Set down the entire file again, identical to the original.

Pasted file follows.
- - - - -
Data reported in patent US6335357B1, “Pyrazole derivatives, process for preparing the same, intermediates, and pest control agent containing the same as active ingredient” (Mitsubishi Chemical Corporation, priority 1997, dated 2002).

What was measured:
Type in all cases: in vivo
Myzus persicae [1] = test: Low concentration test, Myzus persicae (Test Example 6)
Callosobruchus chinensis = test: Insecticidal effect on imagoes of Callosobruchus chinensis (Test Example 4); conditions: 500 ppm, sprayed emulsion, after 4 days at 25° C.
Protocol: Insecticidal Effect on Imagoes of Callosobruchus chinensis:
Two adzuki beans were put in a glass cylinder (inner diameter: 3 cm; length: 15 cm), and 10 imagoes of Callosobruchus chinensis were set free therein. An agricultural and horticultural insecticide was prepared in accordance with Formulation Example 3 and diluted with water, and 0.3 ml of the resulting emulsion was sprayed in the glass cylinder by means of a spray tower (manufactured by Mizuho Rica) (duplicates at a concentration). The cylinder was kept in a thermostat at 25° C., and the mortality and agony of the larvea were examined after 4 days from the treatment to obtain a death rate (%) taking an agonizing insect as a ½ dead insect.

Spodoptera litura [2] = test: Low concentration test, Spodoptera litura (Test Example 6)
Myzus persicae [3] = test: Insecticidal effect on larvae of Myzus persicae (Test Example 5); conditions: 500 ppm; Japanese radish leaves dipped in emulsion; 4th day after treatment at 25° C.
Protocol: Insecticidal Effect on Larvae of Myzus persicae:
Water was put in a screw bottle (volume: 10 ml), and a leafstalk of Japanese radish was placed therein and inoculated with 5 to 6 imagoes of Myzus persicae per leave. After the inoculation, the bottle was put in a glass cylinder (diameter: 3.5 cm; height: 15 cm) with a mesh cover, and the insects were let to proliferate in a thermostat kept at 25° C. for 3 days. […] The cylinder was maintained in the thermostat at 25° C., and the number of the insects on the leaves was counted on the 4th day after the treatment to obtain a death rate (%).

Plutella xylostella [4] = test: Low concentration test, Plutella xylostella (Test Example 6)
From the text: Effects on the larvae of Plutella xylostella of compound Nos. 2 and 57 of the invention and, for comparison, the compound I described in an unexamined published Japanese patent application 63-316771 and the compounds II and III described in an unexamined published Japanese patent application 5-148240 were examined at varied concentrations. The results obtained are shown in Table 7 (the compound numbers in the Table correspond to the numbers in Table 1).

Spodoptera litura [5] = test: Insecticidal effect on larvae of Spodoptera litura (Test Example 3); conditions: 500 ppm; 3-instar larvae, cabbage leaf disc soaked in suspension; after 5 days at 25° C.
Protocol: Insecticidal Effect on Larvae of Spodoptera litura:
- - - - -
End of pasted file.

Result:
Data reported in patent US6335357B1, “Pyrazole derivatives, process for preparing the same, intermediates, and pest control agent containing the same as active ingredient” (Mitsubishi Chemical Corporation, priority 1997, dated 2002).

What was measured:
Type in all cases: in vivo
Myzus persicae [1] = test: Low concentration test, Myzus persicae (Test Example 6)
Callosobruchus chinensis = test: Insecticidal effect on imagoes of Callosobruchus chinensis (Test Example 4); conditions: 500 ppm, sprayed emulsion, after 4 days at 25° C.
Protocol: Insecticidal Effect on Imagoes of Callosobruchus chinensis:
Two adzuki beans were put in a glass cylinder (inner diameter: 3 cm; length: 15 cm), and 10 imagoes of Callosobruchus chinensis were set free therein. An agricultural and horticultural insecticide was prepared in accordance with Formulation Example 3 and diluted with water, and 0.3 ml of the resulting emulsion was sprayed in the glass cylinder by means of a spray tower (manufactured by Mizuho Rica) (duplicates at a concentration). The cylinder was kept in a thermostat at 25° C., and the mortality and agony of the larvea were examined after 4 days from the treatment to obtain a death rate (%) taking an agonizing insect as a ½ dead insect.

Spodoptera litura [2] = test: Low concentration test, Spodoptera litura (Test Example 6)
Myzus persicae [3] = test: Insecticidal effect on larvae of Myzus persicae (Test Example 5); conditions: 500 ppm; Japanese radish leaves dipped in emulsion; 4th day after treatment at 25° C.
Protocol: Insecticidal Effect on Larvae of Myzus persicae:
Water was put in a screw bottle (volume: 10 ml), and a leafstalk of Japanese radish was placed therein and inoculated with 5 to 6 imagoes of Myzus persicae per leave. After the inoculation, the bottle was put in a glass cylinder (diameter: 3.5 cm; height: 15 cm) with a mesh cover, and the insects were let to proliferate in a thermostat kept at 25° C. for 3 days. […] The cylinder was maintained in the thermostat at 25° C., and the number of the insects on the leaves was counted on the 4th day after the treatment to obtain a death rate (%).

Plutella xylostella [4] = test: Low concentration test, Plutella xylostella (Test Example 6)
From the text: Effects on the larvae of Plutella xylostella of compound Nos. 2 and 57 of the invention and, for comparison, the compound I described in an unexamined published Japanese patent application 63-316771 and the compounds II and III described in an unexamined published Japanese patent application 5-148240 were examined at varied concentrations. The results obtained are shown in Table 7 (the compound numbers in the Table correspond to the numbers in Table 1).

Spodoptera litura [5] = test: Insecticidal effect on larvae of Spodoptera litura (Test Example 3); conditions: 500 ppm; 3-instar larvae, cabbage leaf disc soaked in suspension; after 5 days at 25° C.
Protocol: Insecticidal Effect on Larvae of Spodoptera litura: